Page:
People who work in Nevada’s public schools are supposed to have clean records. They’re fingerprinted and screened at the local, state and national levels for criminal histories.
But the process isn’t foolproof.
In fact, the checks are largely repetitive: the state Department of Education and the Clark County School District each vet candidates using three different databases that generate essentially the same background reports, an investigation by the Las Vegas Review-Journal shows.
Background checks are limited in what they show state and district officials in the hiring process. Experts say predators can exploit loopholes in the process and continue working in schools even if they’ve previously been accused of sexual misconduct with minors.
Anything below the level of an arrest — including police interrogations, school district investigations and previous complaints of sexual misconduct involving students — isn’t captured in any of the criminal background checks performed by the Clark County School District or the state Department of Education.
The flawed background check process is a major contributor to an ongoing crisis in the school district, as employees with histories of sexual misconduct allegations can be hired because they don’t have a criminal history.
Since July, 11 district employees have been arrested on charges relating to sexual misconduct with students. It’s unclear whether expanded background checks would have prevented any of these 11 individuals from working in schools, but experts say school districts should be looking beyond arrests.
“It’s a false sense of security because so many of these predatory teachers have been passed from jurisdiction to jurisdiction, school to school, district to district, state to state,” said Terri Miller, president of Las Vegas-based Stop Educator Sexual Abuse Misconduct & Exploitation, which formed in 1996. “And because of that, they don’t have a criminal history.”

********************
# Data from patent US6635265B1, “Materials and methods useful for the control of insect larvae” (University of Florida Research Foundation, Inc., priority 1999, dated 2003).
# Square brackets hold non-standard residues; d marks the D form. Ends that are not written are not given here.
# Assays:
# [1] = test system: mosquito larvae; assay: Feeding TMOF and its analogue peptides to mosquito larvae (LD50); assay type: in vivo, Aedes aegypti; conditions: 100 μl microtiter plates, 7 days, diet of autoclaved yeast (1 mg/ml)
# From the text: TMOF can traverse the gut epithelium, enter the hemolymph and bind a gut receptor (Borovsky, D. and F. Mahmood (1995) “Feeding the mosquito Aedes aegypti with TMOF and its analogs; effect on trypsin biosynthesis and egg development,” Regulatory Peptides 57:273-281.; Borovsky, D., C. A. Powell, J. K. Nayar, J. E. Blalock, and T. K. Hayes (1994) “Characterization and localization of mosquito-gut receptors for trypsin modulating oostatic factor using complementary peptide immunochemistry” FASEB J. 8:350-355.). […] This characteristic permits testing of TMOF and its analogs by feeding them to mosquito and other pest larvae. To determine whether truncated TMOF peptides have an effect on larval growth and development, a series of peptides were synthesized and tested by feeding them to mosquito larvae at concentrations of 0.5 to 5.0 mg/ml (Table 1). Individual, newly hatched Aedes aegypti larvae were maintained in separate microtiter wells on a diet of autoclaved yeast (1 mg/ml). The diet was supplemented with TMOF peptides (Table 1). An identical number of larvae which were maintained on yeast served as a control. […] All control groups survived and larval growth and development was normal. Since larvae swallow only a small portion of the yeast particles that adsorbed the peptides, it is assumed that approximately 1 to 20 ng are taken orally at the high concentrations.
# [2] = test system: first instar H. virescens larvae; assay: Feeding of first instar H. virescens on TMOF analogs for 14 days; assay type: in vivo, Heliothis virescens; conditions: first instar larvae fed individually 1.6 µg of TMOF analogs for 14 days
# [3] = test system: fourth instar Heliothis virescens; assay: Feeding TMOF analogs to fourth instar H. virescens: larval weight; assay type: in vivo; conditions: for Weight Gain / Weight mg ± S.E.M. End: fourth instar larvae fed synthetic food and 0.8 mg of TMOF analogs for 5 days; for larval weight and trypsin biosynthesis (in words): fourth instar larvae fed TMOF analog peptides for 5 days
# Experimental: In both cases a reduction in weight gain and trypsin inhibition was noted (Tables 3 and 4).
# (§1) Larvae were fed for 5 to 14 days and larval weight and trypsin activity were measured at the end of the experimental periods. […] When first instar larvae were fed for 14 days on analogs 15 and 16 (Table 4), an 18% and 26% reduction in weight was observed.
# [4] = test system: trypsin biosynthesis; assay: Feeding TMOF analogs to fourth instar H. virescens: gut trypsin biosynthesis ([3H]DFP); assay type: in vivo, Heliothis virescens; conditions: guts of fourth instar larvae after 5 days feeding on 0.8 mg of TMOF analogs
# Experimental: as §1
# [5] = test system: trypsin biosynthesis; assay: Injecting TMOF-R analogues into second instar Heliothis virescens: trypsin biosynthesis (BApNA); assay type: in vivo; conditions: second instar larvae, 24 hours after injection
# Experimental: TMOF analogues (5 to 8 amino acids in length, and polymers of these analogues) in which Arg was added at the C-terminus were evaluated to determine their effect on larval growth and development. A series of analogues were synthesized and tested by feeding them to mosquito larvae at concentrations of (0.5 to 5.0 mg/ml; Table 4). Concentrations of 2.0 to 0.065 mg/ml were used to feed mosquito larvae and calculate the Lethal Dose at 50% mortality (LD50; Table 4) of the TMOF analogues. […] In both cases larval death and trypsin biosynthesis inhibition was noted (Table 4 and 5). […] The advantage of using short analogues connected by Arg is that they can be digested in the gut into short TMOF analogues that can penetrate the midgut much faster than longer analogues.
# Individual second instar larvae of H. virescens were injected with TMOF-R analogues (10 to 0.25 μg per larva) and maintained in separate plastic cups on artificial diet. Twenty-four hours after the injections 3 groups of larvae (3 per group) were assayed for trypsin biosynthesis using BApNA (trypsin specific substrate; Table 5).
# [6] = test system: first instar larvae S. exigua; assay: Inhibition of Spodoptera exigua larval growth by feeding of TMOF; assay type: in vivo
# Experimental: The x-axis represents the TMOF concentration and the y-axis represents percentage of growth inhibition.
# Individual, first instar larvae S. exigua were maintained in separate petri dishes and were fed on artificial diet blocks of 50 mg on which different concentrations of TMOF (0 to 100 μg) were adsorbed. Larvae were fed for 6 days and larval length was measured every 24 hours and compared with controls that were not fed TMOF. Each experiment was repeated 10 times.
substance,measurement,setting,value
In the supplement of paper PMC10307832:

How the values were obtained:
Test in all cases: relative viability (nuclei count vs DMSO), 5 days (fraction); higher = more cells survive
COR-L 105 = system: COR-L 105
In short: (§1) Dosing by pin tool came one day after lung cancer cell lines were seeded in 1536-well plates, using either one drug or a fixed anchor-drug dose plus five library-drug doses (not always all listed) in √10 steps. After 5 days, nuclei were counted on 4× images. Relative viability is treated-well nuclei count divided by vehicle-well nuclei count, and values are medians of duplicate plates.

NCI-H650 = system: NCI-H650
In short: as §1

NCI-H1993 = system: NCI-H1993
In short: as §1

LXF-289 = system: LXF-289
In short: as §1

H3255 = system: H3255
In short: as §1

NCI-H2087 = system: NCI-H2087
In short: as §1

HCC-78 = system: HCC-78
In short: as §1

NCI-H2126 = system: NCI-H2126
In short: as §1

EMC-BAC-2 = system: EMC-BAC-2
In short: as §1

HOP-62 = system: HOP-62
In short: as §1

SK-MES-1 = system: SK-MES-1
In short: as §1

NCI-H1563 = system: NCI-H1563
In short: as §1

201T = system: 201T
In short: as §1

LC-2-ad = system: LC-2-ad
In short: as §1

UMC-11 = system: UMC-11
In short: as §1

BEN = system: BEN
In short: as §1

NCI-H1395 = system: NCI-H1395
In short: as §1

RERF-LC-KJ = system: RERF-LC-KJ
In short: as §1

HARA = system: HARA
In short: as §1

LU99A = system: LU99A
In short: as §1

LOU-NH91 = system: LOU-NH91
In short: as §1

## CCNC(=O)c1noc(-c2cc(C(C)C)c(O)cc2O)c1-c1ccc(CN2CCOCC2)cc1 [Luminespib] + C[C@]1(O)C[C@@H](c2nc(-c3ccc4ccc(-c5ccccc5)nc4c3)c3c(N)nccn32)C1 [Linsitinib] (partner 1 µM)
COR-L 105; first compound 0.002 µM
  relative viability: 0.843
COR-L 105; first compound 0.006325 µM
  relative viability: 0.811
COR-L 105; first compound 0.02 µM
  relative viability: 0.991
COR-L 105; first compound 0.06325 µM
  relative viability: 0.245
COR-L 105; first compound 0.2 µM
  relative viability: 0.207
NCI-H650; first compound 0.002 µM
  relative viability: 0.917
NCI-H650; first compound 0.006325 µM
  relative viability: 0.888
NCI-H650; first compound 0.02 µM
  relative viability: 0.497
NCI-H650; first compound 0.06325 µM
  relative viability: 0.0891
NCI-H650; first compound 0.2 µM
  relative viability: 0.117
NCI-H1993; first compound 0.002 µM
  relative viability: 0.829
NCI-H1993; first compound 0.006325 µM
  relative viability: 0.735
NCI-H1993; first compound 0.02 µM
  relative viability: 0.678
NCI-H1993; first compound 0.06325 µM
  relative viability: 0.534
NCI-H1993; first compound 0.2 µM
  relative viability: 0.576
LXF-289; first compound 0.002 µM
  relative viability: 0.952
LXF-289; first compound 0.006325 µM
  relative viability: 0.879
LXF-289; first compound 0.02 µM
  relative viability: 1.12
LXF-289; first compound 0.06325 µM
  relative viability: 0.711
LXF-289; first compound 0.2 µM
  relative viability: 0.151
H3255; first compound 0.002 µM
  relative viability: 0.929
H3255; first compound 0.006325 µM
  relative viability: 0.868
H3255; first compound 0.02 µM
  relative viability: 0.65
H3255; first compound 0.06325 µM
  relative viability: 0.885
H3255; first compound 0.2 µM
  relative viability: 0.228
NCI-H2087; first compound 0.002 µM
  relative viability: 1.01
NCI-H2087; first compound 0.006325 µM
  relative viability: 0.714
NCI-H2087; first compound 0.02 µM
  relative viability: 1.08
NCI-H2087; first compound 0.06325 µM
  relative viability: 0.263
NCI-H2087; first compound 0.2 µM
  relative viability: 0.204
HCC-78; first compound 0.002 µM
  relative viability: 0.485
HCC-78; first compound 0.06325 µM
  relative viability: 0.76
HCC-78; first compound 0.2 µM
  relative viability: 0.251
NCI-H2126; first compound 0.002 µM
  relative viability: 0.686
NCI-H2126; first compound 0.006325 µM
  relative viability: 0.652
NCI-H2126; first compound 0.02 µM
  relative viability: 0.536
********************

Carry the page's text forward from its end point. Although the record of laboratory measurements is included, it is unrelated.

It’s the kind of loophole that allows abusers to game the system, stay under the radar and preserve access to potential victims, according to experts who want reforms and additional protections before employees set foot in schools.
Take, for example, Melvyn Sprowson, a former Clark County kindergarten teacher charged in 2013 with kidnapping a 16-year-old girl. Sprowson came to Nevada in 2012 from the Los Angeles Unified School District, where he faced a number of accusations of student sexual abuse.
In March, Sprowson was found guilty on four counts of unlawful use of a minor in the production of pornography, as well as one count each of first-degree kidnapping and child abuse or neglect. Sprowson appeared in court Wednesday to face sentencing, but errors in a pre-sentence investigation report prompted the judge to postpone until June 26.
Sprowson wound up in a Clark County classroom partially because none of the accusations in Los Angeles resulted in an arrest. The information about the accusations never made it into the hands of Clark County hiring officials, although Los Angeles school officials told the Review-Journal at the time that all Clark County had to do was ask.
Superintendent Pat Skorkowsky said that case prompted change in the district.
“It was when our school district police arrested Sprowson that we realized that we had to put in more stringent policies. We do have new procedures and practices in place where we contact the district directly.”
Skorkowsky said the system’s human resources department calls all references and former employers of applicants, but he blames a lack of transparency from districts nationwide in disclosing investigations involving sexual misconduct.
“Until there is a national policy on this, it limits what we can find out because we are not always going to get the truth from other districts and other employees,” he said.
Skorkowsky said he did not know of any district policy that requires the screening of social media activity or Internet vetting of potential employees.
“We get so many applicants that would be a challenge,” he said.
The Nevada Legislature is considering reforms to help prevent predators from getting into schools in the first place.